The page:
September 11, 2019
Paulist Fr. Rich Andre preached this homily on the 22nd Sunday in Ordinary Time (Year C) on September 1, 2019 at St. John XXIII Parish and Catholic Center at the University of Tennessee in Knoxville, TN. The homily is based on the day’s readings: Sirach 3:17-18, 20, 28-29; Psalm 68; Hebrews 12:18-19, 22-24a; and Luke 14:1, 7-14.
It’s good to be back with you again! When I come back to Knoxville, there will always be lots of good visits with friends… and most of the conversations will revolve around food.
In the gospel of Luke, Jesus exercises his ministry around a remarkable number of meals, and today’s passage is no exception. As we gather for Mass today, and as we gather for Labor Day celebrations tomorrow, let us ask ourselves: how should Jesus’ lessons at table affect how we gather for meals? Our first reading, from Sirach, gives us part of the answer.
At the table of the Lord, we are ALL children, all in need of God’s love and mercy. Let’s celebrate that!
The first half of our gospel passage isn’t about prudently picking the right seat at a dinner party so we don’t look bad. And it’s not about treating everyone with dignity so that things go well for us when we get to heaven. We’re supposed to treat our brothers and sisters with dignity because we have a moral responsibility to them in this life, not just to ourselves in the next life!
The main focus, in both Sirach and the gospel today, is on humility. A lot of us misunderstand what true humility is. I might not be Fr. Don, but I can still quote C. S. Lewis. Lewis said: “Humility is not thinking less of yourself, but thinking of yourself less.”
Or, to think about it in an oxymoronic way: humility requires confidence. True Christian humility is having sufficient confidence that God loves us as we are, so that we aren’t obsessed with trying to make every person love us at every moment for everything we do. Humility is the confidence that we don’t have to do more in order for God to love us more.
I’m here this weekend to celebrate the baptisms of two children at the 11:15 am Mass. How will their parents teach them about humility? It’s not very humble to tell your children that they should look to you as examples of humility, so I will brag to these kids about their parents’ humility instead. (This homily will be recorded, so godparents, find a way to reintroduce this to your godchildren in a few years!)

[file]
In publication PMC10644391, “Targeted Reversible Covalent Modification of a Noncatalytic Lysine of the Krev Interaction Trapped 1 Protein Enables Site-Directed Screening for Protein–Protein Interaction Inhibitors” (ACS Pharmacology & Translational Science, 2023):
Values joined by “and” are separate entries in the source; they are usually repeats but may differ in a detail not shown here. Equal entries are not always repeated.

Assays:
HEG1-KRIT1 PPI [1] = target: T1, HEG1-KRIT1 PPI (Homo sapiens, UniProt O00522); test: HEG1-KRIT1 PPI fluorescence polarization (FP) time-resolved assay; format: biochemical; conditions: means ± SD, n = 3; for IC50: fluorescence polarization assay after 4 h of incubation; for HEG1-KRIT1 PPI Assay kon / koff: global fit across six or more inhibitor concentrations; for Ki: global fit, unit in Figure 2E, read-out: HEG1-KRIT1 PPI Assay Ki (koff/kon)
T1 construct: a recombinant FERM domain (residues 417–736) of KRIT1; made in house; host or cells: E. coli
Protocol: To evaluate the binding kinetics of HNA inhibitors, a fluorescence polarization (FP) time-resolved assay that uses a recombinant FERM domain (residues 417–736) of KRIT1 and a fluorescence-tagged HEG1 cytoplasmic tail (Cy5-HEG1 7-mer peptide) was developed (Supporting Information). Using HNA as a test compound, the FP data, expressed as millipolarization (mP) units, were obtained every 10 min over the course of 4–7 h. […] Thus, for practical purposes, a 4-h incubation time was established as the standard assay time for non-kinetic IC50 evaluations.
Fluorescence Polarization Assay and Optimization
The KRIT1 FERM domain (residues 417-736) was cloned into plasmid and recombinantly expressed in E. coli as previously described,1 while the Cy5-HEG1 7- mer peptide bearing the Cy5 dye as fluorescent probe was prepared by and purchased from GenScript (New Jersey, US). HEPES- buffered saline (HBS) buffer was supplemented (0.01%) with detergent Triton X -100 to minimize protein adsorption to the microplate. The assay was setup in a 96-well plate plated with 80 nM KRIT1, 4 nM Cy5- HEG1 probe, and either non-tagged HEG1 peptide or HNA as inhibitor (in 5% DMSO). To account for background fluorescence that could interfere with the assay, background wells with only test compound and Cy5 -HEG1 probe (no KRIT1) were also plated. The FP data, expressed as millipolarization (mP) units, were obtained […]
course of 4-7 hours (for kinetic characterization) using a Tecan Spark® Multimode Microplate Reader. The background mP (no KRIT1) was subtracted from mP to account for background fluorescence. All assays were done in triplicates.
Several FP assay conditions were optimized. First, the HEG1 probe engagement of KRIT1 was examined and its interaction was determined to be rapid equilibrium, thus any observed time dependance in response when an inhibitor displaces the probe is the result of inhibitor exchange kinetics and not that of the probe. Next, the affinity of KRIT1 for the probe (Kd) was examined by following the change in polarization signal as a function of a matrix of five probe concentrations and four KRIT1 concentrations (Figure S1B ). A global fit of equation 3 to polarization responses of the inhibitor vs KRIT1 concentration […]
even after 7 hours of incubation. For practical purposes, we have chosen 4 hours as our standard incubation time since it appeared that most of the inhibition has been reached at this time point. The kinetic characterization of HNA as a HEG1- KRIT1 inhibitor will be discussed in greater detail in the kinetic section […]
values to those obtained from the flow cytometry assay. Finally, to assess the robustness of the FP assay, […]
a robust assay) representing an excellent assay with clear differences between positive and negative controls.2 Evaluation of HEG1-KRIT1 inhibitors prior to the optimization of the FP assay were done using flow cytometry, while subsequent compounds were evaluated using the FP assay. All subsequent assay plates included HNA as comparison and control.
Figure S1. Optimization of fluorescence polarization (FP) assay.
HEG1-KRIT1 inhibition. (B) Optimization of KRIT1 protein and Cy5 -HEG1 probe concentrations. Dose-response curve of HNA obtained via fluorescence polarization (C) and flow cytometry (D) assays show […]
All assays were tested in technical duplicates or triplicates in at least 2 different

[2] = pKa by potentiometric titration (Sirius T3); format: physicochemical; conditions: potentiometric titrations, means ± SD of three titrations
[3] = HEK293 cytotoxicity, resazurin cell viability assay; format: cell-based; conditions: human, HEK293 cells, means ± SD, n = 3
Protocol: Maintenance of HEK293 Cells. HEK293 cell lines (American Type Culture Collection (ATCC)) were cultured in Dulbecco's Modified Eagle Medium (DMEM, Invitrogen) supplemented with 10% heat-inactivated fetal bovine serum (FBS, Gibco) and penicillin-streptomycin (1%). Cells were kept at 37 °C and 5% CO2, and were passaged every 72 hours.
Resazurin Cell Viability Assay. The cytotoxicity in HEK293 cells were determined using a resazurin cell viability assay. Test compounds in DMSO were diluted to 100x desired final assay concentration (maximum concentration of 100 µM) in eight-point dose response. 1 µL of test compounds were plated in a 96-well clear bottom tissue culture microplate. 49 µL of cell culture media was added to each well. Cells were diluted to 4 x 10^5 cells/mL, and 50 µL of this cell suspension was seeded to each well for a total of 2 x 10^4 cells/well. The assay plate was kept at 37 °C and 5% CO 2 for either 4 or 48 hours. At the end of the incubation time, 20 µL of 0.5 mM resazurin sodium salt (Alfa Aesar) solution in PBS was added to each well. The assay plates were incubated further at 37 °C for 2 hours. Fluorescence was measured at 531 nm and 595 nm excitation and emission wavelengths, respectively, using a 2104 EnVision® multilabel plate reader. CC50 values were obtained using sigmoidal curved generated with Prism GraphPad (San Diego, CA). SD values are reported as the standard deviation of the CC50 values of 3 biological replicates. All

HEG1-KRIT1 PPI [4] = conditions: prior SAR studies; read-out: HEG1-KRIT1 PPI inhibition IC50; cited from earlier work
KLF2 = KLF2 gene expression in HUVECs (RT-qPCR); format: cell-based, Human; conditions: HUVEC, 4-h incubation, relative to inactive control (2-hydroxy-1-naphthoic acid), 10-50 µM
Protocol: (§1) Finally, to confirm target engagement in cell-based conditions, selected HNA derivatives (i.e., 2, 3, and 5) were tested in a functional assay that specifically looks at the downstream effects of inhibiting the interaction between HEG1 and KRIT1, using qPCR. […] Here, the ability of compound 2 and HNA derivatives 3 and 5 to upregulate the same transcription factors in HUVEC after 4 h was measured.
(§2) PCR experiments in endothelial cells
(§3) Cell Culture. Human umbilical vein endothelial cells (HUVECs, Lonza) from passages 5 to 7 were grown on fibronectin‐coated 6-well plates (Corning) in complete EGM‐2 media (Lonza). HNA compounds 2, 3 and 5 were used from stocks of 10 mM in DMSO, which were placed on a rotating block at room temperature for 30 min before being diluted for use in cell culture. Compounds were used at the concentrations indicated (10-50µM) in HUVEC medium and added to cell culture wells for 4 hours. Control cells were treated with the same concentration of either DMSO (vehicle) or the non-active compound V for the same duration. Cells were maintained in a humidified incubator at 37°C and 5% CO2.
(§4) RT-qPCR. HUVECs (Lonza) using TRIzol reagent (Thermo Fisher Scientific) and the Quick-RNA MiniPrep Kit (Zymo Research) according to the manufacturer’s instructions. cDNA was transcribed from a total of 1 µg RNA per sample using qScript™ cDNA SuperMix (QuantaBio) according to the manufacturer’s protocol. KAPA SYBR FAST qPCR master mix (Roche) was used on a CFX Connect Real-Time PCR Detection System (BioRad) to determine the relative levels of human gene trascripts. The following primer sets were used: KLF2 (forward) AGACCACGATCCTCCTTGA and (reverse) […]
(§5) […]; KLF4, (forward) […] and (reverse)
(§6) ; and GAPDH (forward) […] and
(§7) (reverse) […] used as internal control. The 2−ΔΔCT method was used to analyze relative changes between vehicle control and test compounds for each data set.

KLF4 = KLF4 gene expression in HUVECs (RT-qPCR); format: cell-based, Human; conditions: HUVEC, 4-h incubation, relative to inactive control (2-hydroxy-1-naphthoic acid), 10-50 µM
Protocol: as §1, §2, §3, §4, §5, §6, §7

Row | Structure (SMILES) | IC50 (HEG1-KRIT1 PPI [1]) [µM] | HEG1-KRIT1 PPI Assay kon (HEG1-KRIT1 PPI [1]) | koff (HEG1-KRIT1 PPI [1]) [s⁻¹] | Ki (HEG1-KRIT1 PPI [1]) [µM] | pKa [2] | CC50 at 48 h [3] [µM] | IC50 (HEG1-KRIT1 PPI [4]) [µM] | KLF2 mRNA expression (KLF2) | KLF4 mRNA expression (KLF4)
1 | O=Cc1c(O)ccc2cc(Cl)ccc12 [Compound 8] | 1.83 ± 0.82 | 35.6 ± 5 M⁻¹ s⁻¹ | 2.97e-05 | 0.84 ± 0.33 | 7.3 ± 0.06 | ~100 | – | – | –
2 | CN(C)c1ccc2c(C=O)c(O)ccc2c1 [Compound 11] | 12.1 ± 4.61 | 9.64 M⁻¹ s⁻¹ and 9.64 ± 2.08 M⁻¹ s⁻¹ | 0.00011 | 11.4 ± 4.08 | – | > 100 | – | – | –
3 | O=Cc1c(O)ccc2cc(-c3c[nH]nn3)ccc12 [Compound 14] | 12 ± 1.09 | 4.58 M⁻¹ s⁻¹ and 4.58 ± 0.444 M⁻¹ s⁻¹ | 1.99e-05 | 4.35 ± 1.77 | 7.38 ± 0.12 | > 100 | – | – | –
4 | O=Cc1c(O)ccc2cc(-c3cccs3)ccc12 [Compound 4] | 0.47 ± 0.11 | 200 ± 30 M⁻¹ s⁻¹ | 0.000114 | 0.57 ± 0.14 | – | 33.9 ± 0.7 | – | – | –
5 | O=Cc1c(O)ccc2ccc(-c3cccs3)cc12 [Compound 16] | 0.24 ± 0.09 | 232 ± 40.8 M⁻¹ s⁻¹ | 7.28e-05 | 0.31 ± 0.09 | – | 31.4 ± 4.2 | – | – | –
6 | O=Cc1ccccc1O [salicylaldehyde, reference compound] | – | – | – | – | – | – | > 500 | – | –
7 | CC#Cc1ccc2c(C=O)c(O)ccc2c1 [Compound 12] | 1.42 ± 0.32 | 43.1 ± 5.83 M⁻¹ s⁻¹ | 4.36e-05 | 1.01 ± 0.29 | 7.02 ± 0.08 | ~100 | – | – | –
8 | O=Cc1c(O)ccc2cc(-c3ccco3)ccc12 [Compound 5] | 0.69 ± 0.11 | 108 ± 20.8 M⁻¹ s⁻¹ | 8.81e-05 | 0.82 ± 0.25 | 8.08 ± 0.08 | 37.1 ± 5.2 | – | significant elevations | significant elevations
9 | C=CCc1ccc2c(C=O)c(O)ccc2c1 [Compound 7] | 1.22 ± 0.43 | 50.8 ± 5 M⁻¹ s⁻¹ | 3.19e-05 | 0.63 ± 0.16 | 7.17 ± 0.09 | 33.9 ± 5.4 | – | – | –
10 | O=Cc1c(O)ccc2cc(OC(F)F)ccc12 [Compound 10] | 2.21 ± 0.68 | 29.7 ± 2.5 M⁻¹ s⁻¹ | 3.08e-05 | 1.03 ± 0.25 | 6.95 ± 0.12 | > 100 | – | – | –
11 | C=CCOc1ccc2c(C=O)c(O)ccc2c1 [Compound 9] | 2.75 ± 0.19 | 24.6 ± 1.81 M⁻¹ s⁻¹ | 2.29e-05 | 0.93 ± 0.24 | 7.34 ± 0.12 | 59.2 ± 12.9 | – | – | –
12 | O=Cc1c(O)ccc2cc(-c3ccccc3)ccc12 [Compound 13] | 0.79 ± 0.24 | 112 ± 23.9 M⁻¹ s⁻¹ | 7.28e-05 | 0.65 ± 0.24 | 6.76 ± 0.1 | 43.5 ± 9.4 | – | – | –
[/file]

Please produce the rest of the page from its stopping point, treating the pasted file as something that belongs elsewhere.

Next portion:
William and Claire, I know your parents fairly well, since you each have a parent who came into the Church here at St. John XXIII back when I facilitated the RCIA process. Your parents are talented, goal-oriented people, but they each have the humility and the vulnerability to continually listen to God’s invitations, and change course as necessary. You are each very lucky to have the parents that you have!
The second half of our gospel passage is an even more challenging responsibility. Jesus says: “When you hold a banquet, invite the poor, the crippled, the lame, the blind.” How do we do that in real life?
Well, it just so happens that this month is the one hundredth anniversary of one of the first documents ever issued by the Catholic bishops of the United States. Even after proving to be a major world superpower in World War I, the United States was still considered mission territory by the Catholic Church. As such, it did not have a bishop’s conference. In 1919, with reluctant approval of the Vatican, the American bishops were allowed to organize the National Catholic Welfare Conference, whose general secretary was one of the most influential Paulists in Church history: John J. Burke.
At its first meeting in September 1919, the NCWC wrote the “Bishops’ Program for Social Reconstruction.” This week, Bishop Frank Dewane, Chair of the U. S. Conference of Catholic Bishops’ Committee on Domestic Justice and Human Development, released a statement recognizing the wisdom of the original document.
The more things change, the more they stay the same. Bishop Dewane highlights three ideas from the 1919 Bishops’ Program that are still debated in our country’s politics today:
1. Back then, the Bishops condemned corporations for “the immense opportunities for oppression and extortion that go with the possession of monopoly power.”
2. The bishops said that workers cannot be “mere wage earners. The majority must somehow become owners, at least in part, of the instruments of production.”
3. Long before the passage of the National Labor Relations Act, the U. S. bishops promoted the creation of labor unions and the use of collective bargaining.
Bishop Dewane points out that today, even as corporations rake in immense profits, forty percent of our neighbors would fall into poverty within three months of unemployment.
The Holy Spirit compels us to continue finding ways to invite the poor, the crippled, the lame, and the blind to the banquet of human flourishing. There’s one banquet where we can welcome everyone each week: the Eucharist. But do we truly welcome the less fortunate to Mass, to join us in rehearsing the banquet of heaven? Or do we think of church merely as a comfortable place to gather with people who are just like us?
When I come back to Knoxville, it’s always a very… caloric experience, because one of the best ways to truly connect is over a shared meal. But even with six days in a row where I’ll be seeing friends for breakfast, a mid-morning snack, lunch, a mid-afternoon snack, and dinner, I can’t fit everyone in. However, my favorite way to connect with people in Knoxville is right here, at this place, in this context: gathering around the Lord’s table. Here, no matter our gifts or our failings, no matter our station in life, let us be humble enough to come together as equals, welcoming others to join us, as we continue growing in confidence that God loves us as we are.